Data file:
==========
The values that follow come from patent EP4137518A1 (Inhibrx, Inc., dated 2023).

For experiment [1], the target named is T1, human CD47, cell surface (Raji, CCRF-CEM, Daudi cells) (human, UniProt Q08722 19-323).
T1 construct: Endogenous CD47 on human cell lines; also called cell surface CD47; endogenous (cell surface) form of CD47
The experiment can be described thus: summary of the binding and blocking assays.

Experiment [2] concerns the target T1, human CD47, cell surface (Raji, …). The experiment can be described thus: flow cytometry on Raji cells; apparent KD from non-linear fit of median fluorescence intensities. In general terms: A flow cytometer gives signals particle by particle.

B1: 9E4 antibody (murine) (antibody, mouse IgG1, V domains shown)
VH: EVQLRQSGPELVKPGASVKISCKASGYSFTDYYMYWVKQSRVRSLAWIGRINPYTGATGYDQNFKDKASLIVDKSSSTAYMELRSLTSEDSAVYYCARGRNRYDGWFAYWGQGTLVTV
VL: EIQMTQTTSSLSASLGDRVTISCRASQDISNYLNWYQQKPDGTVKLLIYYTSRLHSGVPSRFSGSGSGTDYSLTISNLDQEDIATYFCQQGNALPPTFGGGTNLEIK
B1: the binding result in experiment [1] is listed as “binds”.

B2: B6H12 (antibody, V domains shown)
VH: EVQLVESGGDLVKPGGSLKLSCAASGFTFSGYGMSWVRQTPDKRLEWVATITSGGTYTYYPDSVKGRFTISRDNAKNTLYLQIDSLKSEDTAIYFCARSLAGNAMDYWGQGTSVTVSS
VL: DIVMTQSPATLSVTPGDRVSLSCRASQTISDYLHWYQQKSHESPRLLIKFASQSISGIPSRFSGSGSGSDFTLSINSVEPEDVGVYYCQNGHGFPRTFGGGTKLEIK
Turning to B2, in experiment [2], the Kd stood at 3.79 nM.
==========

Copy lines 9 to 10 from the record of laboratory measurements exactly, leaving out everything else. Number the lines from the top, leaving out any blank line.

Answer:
B1: the binding result in experiment [1] is listed as “binds”.

B2: B6H12 (antibody, V domains shown)